Why would I wait? For one, I have no desire to pay the extra software upgrade fee that Microsoft likes to charge. Secondly, while I do not find the Windows XP experience enjoyable, it is more than tolerable for my needs and uses. The Thinkpad did come free after all. Thirdly, I look forward to getting my hands on the next-generation hardware to be released next year. For instance, I know that AMD will be well into their "Fusion" roadmap. I am expecting at least a quad-core processor for my next laptop -- remember, x86 processors > ARM processors right now (it's not even close). A Tegra 3 is no match for even Intel's i3 line or AMD's Zacate line.

In terms of features for Windows 8, I am expecting it will be be comprised of a fully sentient AI that is capable of doing my work and my schoolwork for me. I KID, I KID! I am pretty sure that Microsoft will not disappoint. Both Google and Apple has them on their heels in terms of software development as well as marketability. I expect an updated Windows 7 --more power efficient, faster, less glitches-- to say the least.

So there you have it: another confirmation of one of my future gadget purchases. Now if only Asus announces this Kal-El powered tablet...

Economics of Oil Prices

Yesterday afternoon, I spent a few minutes explaining the movement of oil prices to a friend of mine. Lots of gestures and real-world analogies later, I think I did a sufficient job at describing the pattern of oil prices movement. I thought it would be worthwhile to explain to all you (imaginary?) readers too.

First off, when I say "oil prices", I am not talking about the price of a barrel of oil at the commodities exchanges worldwide. That would make this blog post too obtuse -- not to mention a bit beyond my knowledge. The term "oil prices" henceforth will only refer to the prices each of us see at the gas station placards. For the past month or so, this price has been steadily increasing above the $4 price mark.

Now let's delve into the economics of explaining the movement of oil prices. To do so, we will need the standard set of economic tools: the classic supply and demand curves. [The following explanation will be a bit cumbersome as I am not able to readily draw the curves myself -- thus I need to "borrow" from other sites. Hopefully my explanations make enough sense.]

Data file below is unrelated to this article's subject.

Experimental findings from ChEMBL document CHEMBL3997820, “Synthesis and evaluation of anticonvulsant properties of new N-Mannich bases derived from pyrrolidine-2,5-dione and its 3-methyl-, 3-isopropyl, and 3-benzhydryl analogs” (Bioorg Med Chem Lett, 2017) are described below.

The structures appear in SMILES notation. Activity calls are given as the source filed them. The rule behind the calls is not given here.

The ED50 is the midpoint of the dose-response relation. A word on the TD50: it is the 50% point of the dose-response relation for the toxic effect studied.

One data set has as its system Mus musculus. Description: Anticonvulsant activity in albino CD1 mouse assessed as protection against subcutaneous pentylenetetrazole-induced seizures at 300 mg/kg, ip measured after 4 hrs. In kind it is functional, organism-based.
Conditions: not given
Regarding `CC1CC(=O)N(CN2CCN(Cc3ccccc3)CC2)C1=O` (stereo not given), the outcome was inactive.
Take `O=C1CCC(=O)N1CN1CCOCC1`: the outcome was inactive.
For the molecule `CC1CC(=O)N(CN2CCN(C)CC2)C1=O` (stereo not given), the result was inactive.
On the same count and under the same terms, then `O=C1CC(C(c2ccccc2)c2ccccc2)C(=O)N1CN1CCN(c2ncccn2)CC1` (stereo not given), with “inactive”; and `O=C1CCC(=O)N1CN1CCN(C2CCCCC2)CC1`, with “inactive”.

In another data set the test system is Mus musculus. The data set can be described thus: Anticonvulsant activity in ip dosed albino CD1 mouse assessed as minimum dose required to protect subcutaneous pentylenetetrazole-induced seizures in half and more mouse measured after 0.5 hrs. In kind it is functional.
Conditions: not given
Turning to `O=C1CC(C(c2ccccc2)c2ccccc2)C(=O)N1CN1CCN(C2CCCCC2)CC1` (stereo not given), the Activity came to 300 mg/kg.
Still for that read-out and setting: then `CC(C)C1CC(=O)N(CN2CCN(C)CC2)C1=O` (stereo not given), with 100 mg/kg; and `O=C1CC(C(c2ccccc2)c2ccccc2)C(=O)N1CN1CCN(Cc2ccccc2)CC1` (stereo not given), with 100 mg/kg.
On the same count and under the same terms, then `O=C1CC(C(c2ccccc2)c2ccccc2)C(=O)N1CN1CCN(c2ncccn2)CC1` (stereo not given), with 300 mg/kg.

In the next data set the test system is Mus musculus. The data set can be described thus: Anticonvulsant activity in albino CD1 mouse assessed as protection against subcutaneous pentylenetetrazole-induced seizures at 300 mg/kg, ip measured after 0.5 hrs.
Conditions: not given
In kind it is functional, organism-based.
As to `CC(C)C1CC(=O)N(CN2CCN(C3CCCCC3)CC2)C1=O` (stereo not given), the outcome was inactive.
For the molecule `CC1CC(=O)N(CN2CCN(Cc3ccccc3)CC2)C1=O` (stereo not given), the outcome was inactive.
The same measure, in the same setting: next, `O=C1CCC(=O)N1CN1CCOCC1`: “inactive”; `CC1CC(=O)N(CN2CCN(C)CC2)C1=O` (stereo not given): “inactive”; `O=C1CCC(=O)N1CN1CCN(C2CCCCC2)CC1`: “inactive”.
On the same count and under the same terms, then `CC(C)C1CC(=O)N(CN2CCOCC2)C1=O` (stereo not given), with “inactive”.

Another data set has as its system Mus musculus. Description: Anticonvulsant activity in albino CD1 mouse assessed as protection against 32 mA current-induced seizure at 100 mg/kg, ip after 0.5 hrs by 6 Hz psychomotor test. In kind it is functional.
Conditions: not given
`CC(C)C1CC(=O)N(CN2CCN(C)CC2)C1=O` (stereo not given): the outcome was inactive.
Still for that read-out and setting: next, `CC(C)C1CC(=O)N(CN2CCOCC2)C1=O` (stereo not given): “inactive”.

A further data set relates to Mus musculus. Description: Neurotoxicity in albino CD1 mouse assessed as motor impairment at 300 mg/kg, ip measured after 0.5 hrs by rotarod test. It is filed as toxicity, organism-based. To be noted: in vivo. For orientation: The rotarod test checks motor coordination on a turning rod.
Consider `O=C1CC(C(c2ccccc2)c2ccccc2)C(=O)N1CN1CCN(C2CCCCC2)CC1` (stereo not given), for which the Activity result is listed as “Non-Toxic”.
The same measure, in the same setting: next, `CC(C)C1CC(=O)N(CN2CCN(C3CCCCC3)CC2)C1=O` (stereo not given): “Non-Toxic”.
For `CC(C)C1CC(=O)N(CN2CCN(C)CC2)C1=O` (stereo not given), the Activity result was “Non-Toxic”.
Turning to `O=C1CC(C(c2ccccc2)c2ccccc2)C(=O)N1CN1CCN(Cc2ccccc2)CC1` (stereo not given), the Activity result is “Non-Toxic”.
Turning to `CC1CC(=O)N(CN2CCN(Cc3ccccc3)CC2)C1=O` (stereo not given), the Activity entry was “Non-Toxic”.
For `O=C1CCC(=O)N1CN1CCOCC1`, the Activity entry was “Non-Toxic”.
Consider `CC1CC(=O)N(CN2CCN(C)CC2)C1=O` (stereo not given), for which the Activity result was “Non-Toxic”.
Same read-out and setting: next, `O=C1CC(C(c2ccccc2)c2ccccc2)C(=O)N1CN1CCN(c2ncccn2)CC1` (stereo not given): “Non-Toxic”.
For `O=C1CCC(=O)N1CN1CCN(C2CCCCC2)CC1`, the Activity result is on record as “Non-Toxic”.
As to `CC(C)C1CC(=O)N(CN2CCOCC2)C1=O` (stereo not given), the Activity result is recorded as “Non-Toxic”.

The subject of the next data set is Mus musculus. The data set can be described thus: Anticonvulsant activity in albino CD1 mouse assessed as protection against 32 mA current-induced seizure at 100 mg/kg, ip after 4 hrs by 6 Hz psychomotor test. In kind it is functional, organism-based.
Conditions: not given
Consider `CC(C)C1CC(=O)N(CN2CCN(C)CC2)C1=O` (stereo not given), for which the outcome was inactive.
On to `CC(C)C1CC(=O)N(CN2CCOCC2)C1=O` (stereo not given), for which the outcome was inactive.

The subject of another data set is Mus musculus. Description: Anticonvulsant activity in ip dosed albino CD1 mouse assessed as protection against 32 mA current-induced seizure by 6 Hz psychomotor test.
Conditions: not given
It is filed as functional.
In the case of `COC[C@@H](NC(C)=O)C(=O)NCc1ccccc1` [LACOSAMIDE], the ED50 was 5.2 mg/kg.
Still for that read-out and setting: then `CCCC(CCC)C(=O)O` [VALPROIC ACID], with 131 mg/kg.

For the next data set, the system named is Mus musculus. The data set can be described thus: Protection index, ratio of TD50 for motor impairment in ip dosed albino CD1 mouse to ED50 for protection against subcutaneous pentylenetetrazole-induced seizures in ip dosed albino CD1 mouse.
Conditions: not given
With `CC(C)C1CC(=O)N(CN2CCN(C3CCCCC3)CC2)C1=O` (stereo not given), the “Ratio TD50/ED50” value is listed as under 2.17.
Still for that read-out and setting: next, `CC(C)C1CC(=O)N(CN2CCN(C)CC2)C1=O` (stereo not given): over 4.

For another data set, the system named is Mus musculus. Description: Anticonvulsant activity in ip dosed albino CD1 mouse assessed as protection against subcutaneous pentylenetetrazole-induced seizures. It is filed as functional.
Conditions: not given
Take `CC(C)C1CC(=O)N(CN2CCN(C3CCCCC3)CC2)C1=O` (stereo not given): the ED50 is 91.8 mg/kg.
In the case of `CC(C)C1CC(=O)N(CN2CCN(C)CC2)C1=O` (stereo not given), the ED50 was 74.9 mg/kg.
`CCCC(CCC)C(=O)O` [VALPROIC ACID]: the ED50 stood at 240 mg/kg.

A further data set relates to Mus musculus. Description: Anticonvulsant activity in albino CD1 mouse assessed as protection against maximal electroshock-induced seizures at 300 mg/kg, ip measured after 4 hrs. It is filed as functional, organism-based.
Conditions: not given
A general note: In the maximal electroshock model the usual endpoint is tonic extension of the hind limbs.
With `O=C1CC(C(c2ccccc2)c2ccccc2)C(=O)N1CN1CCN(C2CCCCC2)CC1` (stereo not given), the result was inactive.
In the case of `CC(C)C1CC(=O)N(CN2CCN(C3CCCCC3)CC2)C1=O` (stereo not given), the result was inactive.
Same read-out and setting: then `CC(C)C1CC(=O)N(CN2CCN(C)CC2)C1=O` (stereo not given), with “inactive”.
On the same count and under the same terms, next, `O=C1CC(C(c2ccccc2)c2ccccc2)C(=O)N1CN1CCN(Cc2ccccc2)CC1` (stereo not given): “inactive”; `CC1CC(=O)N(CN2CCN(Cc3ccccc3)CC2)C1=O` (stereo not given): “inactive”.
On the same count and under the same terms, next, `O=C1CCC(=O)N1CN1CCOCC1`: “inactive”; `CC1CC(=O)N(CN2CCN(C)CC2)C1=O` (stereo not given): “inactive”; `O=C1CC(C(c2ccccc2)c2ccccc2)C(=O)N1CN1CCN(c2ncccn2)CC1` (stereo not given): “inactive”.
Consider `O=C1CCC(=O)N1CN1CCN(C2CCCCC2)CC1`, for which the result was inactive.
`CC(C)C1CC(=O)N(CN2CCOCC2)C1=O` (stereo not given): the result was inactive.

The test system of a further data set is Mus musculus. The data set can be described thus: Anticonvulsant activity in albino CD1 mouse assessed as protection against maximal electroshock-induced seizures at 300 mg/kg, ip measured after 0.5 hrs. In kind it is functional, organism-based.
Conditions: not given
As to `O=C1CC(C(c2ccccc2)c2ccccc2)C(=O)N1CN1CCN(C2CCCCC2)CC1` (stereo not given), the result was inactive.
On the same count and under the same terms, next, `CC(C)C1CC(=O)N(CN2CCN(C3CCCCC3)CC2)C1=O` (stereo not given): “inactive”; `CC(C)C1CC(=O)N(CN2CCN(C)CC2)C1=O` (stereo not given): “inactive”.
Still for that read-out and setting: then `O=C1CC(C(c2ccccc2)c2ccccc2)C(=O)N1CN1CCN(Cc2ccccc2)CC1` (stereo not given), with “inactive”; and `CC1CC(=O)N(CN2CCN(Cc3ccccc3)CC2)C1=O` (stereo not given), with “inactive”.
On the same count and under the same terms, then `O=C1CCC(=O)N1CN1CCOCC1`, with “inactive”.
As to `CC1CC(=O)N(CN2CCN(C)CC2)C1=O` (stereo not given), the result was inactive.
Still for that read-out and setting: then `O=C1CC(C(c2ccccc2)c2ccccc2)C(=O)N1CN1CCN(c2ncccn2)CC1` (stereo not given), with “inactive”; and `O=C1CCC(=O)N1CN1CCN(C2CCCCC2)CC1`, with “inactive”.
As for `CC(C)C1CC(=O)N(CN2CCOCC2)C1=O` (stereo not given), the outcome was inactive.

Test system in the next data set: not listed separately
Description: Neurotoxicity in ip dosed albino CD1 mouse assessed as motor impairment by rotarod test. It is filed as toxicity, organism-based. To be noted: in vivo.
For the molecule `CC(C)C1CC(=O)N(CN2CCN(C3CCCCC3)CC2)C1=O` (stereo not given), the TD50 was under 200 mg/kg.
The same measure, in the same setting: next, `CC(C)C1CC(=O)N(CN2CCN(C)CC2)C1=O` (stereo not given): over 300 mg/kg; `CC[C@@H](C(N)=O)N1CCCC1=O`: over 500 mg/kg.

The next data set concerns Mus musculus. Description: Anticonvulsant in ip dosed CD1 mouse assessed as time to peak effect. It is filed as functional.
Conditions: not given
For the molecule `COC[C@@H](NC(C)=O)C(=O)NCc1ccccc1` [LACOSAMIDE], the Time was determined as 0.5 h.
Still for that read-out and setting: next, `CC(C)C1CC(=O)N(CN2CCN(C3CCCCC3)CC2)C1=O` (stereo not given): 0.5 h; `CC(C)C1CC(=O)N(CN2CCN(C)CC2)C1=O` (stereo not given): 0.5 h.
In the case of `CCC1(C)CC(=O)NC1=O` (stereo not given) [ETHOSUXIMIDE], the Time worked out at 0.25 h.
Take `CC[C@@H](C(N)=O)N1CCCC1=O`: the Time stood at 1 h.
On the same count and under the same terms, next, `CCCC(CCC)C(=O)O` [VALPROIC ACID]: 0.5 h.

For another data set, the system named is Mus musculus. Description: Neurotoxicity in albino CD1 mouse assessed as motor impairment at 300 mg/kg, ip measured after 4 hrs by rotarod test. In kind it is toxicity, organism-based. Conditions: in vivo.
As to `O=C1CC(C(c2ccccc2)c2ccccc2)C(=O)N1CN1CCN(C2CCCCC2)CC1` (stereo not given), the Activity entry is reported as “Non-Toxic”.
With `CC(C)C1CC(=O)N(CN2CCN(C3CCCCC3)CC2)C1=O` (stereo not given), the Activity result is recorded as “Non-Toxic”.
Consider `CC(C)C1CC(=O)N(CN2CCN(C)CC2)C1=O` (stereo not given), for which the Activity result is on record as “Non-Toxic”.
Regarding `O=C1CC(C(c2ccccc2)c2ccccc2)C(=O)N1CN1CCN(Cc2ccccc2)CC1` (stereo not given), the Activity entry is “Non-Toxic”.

We start with the equilibrium price and quantity of oil. The demand curve is reflects the market demand curve, or the desire for oil by everyone in the economy. This ranges from individuals to airline companies, trucking companies, etc. -- the bottom line is that everyone aggregately pays the same price. On the other side are the oil suppliers. Because there are many different suppliers (e.g. Arab countries, North Sea, Alaska), they also aggregately form a supply curve.
As the graph suggests, the slopes of the demand and supply curves are characterized as negative and positive respectively. This makes intuitive sense according to the overarching economic rule of scarcity, which states that the rarer a resource, the more expensive it is. For instance, a rare good like a diamond is expensive largely because it is rare and deemed valuable. The cardinal rule of scarcity is reflected in the demand curve: when an individual only has a small amount of a good, then the price paid (in economic speak, willingness to pay) is high but this prices decreases as we move further along the demand curve. There ultimately reaches a point where an individual no longer wants a good, even when the price is zero (e.g. eating the sixth Big-Max in a row).

The inverse is true for supply -- with the key difference being that suppliers are more reactive to the market price. For instance, when the sale price is low (on the left side of the graph), few suppliers would consider it worthwhile to produce and thus there is a small quantity available. But as the sale/market prices increases, more and more firms enter the market in attempts to profit. Therefore the slope of the supply curve is positive: as the price goes up, the more goods are available on the market.